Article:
64From Agrippa and Julia he had three grandsons, Gaius, Lucius, and Agrippa, and two granddaughters, Julia and Agrippina. He married Julia to Lucius Paulus, the censor’s son, and Agrippina to Germanicus his sister’s grandson. Gaius and Lucius he adopted at home, privately buying them from their father by a symbolic sale, and initiated them into administrative life when they were still young, sending them to the provinces and the armies as consuls elect. 2In bringing up his daughter and his granddaughters he even had them taught spinning and weaving, and he forbade them to say or do anything except openly and such as might be recorded in the household diary. He was most strict in keeping them from meeting strangers, once writing to Lucius Vinicius, a young man of good position and character: “You have acted presumptuously in coming to Baiae to call on my daughter.” 3He taught his grandsons reading, swimming, and the other elements of education, for the most part himself, taking special pains to train them to imitate his own handwriting; and he never dined in their company unless they sat beside him on the lowest couch, or made a journey unless they preceded his carriage or rode close by it on either side.

65But at the height of his happiness and his confidence in his family and its training, Fortune proved fickle. He found the two Julias, his daughter and granddaughter, guilty of every form of vice, and banished them. He lost Gaius and Lucius within the span of eighteen months, for the former died in Lycia and the latter at Massilia. He then publicly adopted his third grandson Agrippa and at the same time his stepson Tiberius by a bill passed in the assembly of the curiae; but he soon disowned Agrippa because of his low tastes and violent temper, and sent him off to Surrentum.

2He bore the death of his kin with far more resignation than their misconduct. For he was not greatly broken by the fate of Gaius and Lucius, but he informed the senate of his daughter’s fall through a letter read in his absence by a quaestor, and for very shame would meet no one for a long time, and even thought of putting her to death. At all events, when one of her confidantes, a freedwoman called Phoebe, hanged herself at about that same time, he said: “I would rather have been Phoebe’s father.” 3After Julia was banished, he denied her the use of wine and every form of luxury, and would not allow any man, bond or free, to come near her without his permission, and then not without being informed of his stature, complexion, and even of any marks or scars upon his body. It was not until five years later that he moved her from the island to the mainland and treated her with somewhat less rigour. But he could not by any means be prevailed on to recall her altogether, and when the Roman people several times interceded for her and urgently pressed their suit, he in open assembly called upon the gods to curse them with like daughters and like wives. 4He would not allow the child born to his granddaughter Julia after her sentence to be recognized or reared. As Agrippa grew no more manageable, but on the contrary became madder from day to day, he transferred him to an island and set a guard of soldiers over him besides. He also provided by a decree of the senate that he should be confined there for all time, and at every mention of him and of the Julias he would sigh deeply and even cry out:

“Would that I ne’er had wedded and would I had died without offspring”;
and he never alluded to them except as his three boils and his three ulcers.

66He did not readily make friends, but he clung to them with the utmost constancy, not only suitably rewarding their virtues and deserts but even condoning their faults, provided they were not too great. In fact one cannot readily name any of his numerous friends who fell into disgrace, except Salvidienus Rufus, whom he had advanced to a consul’s rank, and Cornelius Gallus, whom he had raised to the prefecture of Egypt, both from the lowest estate. 2The former he handed over to the senate that it might condemn him to death, because he was plotting revolution; the latter he forbade his house and the privilege of residence in the imperial provinces, because of his ungrateful and envious spirit. But when Gallus too died by his own hand, driven to it by the menaces of his accusers and the decrees of the senate, though commending their loyalty and their indignation on his account, Augustus yet shed tears and bewailed his lot, because he alone could not set what limits he chose to his anger with his friends. 3All the rest continued to enjoy power and wealth to the end of their lives, each holding a leading place in his own class, although sometimes differences arose. Not to mention the others, he occasionally found Agrippa lacking in patience and Maecenas in the gift of silence; for the former because of a slight suspicion of coolness and of a preference shown for Marcellus, threw up everything and went off to Mytilene, while the latter betrayed to his wife Terentia the secret of the discovery of the conspiracy of Murena.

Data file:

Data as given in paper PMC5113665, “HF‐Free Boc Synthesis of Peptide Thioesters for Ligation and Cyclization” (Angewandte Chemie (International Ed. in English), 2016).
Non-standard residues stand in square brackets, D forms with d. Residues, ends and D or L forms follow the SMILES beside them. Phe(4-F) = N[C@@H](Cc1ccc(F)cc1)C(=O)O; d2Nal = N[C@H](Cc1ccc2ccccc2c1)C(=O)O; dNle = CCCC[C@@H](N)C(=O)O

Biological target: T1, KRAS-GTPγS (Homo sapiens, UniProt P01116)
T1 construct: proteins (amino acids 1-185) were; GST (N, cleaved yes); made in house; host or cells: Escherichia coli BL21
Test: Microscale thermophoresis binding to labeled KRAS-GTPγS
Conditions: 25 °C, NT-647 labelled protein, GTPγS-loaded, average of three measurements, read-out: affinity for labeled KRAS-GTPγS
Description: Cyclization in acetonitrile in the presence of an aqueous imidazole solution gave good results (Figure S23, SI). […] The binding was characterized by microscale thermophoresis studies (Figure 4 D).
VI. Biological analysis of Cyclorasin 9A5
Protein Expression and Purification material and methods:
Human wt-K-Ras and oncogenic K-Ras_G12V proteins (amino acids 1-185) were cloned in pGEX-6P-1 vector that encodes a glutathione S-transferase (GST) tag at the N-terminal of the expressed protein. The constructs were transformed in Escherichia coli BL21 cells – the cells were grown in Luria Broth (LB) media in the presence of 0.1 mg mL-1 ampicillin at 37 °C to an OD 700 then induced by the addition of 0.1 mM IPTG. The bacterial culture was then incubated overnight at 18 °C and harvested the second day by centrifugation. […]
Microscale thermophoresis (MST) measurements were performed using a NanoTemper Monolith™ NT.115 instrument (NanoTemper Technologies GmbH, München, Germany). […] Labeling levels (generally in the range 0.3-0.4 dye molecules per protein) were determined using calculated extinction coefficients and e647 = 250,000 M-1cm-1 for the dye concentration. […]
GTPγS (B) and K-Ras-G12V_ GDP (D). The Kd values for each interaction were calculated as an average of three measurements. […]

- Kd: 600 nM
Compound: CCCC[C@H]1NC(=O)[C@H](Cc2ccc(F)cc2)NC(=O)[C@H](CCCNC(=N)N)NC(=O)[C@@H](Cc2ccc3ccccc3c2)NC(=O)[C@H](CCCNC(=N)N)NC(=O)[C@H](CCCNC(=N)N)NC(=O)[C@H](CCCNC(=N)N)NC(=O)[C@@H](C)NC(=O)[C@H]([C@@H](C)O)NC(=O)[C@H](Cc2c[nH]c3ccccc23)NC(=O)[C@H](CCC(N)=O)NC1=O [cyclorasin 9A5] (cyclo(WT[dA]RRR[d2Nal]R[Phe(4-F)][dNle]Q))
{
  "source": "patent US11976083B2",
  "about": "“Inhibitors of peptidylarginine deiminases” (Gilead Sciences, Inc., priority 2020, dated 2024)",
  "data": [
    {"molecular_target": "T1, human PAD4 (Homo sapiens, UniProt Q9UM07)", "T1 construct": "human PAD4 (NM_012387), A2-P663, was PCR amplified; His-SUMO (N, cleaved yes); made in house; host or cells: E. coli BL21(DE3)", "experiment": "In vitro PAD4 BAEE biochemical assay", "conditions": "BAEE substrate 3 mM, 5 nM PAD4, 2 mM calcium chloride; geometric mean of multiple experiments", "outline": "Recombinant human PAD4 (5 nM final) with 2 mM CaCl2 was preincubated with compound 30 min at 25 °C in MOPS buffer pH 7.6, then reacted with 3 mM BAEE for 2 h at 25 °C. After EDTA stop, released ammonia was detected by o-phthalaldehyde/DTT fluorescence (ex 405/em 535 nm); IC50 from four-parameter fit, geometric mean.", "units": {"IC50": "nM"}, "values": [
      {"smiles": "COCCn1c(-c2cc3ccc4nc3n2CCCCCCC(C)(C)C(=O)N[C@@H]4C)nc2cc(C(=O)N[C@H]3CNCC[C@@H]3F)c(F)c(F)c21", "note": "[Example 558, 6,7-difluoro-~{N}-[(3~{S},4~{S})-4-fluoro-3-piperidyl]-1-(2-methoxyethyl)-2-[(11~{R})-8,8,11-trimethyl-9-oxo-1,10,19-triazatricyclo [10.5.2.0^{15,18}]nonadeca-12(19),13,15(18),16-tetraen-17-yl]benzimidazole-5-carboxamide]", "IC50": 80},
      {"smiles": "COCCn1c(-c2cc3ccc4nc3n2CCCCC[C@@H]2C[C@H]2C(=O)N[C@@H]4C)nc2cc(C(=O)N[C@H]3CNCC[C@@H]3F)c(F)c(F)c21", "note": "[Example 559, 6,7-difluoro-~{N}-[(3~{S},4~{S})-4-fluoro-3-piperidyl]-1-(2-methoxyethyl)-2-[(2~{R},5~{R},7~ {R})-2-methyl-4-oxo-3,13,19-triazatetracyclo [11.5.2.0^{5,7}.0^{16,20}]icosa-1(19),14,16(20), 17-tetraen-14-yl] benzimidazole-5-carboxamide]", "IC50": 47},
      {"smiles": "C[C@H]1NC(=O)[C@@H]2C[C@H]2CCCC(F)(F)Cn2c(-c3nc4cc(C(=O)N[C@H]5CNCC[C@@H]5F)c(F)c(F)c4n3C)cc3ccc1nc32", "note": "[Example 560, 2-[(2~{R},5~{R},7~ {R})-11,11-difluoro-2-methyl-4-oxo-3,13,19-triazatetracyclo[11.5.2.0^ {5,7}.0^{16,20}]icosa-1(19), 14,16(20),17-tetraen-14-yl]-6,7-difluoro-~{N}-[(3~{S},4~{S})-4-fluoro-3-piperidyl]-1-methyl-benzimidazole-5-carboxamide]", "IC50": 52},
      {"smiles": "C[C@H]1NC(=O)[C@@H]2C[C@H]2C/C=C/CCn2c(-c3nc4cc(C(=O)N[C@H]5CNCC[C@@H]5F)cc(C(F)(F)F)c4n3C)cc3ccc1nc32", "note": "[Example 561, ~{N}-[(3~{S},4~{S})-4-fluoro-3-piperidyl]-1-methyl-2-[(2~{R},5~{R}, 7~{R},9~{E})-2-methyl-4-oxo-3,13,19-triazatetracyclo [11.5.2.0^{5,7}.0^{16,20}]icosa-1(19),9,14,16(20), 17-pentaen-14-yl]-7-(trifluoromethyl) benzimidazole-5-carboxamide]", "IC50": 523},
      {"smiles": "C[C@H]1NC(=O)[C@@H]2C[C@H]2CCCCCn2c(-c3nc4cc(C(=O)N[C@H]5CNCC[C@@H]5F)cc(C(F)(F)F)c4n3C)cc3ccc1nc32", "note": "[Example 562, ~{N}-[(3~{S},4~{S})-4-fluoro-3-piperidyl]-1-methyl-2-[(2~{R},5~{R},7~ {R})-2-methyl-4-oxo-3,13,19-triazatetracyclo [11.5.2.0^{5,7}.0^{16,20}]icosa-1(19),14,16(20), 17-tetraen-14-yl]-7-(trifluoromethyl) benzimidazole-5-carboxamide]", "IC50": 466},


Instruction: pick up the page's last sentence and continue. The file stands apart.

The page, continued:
4In return he demanded of his friends affection on their part, both in life and after death. For though he was in no sense a legacy-hunter, and in fact could never bring himself to accept anything from the will of a stranger, yet he was highly sensitive in weighing the death-bed utterances of his friends, concealing neither his chagrin if he was left a niggardly bequest or one unaccompanied with compliments, nor his satisfaction, if he was praised in terms of gratitude and affection. Whenever legacies or shares in inheritances were left him by men of any station who had offspring, he either turned them over to the children at once, or if the latter were in their minority, paid the money back with interest on the day when they assumed the gown of manhood or married.

67As patron and master he was no less strict than gracious and merciful, while he held many of his freedmen in high honour and close intimacy, such as Licinus, Celadus, and others. His slave Cosmus, who spoke of him most insultingly, he merely put in irons. When he was walking with his steward Diomedes, and the latter in a panic got behind him when they were suddenly charged by a wild boar, he preferred to tax the man with timorousness rather than with anything more serious, and turned a matter of grave danger into a jest, because after all there was no evil intent. 2But he forced Polus, a favourite freedman of his, to take his own life, because he was convicted of adultery with Roman matrons, and broke the legs of his secretary Thallus for taking five hundred denarii to betray the contents of a letter. Because the tutor and attendants of his son Gaius took advantage of their master’s illness and death to commit acts of arrogance and greed in his province, he had them thrown into a river with heavy weights about their necks.